Fasting diet may decrease risk of health conditions

A team of researchers from the University of Southern California have developed a diet, named the Fasting Mimicking Diet (FMD), which it is claimed can provide a number of health benefits from just five days of fasting each month.
The diet restricts calorie intake to between 34 and 54 per cent of a dieter’s normal intake, with attention to detail paid to ensure that appropriate amounts of carbohydrates, fat and protein are consumed.
Once the five days of restricted eating are finished, dieters are apparently allowed to consume whatever food they want.
Results from the study suggested that levels of IFG-I, a hormone linked to aging and cancer risk, decreased. And within three months of following this diet, results indicated that there were reduced biomarkers related to diabetes, cancer and heart disease, in the dieters’ bodies, as well as them having reduced body fat.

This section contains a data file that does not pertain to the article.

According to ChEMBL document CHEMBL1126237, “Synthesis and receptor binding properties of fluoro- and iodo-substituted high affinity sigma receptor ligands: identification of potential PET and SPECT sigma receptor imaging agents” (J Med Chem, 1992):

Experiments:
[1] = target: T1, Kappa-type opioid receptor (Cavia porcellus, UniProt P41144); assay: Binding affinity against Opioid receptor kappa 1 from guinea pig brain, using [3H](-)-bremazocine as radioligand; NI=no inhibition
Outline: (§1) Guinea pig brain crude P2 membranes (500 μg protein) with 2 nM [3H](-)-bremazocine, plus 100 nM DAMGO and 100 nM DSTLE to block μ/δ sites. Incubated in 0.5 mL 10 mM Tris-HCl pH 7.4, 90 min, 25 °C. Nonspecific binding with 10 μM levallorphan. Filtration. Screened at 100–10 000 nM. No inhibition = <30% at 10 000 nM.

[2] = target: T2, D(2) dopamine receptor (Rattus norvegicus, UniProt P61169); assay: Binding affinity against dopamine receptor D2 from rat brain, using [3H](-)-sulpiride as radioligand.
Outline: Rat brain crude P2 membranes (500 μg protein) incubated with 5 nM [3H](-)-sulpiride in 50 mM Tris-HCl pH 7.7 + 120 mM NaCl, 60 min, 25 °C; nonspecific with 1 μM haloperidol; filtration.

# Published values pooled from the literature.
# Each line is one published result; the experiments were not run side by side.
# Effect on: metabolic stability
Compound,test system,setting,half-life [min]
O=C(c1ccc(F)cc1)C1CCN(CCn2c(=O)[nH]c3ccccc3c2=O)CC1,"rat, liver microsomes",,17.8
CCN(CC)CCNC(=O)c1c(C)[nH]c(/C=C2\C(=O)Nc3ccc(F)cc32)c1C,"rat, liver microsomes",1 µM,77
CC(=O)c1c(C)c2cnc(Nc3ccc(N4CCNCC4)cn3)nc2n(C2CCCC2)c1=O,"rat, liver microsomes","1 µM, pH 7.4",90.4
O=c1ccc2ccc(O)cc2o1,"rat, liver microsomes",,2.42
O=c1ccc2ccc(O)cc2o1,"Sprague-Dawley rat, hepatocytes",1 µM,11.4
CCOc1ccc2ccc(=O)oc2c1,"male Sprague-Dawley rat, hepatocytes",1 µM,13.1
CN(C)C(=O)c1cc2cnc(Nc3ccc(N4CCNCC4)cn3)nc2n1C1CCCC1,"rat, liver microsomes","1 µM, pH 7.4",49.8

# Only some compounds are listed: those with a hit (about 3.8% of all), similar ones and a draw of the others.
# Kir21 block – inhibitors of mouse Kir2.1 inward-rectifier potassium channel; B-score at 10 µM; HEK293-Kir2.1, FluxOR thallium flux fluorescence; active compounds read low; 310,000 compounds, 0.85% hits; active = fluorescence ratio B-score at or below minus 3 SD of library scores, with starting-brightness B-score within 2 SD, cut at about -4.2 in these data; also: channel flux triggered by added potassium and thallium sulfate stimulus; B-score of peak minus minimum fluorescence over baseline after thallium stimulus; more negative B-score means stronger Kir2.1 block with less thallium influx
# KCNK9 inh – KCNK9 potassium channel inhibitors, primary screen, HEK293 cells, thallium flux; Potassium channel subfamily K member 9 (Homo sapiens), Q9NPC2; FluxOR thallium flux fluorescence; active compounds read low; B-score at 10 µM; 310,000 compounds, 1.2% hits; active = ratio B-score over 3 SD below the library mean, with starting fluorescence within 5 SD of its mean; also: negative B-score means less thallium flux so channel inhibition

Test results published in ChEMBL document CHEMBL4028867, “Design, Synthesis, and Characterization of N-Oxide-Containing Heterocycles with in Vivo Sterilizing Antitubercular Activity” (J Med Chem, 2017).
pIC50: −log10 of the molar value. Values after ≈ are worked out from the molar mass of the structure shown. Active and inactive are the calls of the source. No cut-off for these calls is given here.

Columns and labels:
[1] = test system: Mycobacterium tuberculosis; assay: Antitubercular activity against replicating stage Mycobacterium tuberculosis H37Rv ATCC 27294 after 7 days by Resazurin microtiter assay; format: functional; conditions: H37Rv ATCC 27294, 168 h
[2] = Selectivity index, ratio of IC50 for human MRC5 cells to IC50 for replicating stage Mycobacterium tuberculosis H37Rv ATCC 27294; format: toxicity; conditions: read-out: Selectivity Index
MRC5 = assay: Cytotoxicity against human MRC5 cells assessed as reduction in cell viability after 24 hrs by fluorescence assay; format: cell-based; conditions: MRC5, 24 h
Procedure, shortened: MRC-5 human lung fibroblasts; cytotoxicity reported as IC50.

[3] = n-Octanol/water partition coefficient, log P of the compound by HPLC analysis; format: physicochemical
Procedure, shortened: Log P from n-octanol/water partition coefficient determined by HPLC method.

“Strict fasting is hard for people to stick to, and it can also be dangerous, so we developed a complex diet that triggers the same effects in the body,” said Professor Valter Longo, from the University of Southern California.
However, a number of health experts strongly recommend people avoid ‘extreme’ diets such as this, instead suggesting people follow a healthy diet and exercise regularly. Consuming plenty of fresh fruit and vegetables, whilst reducing your intake of sugar and processed food, is a good way to eat healthily.

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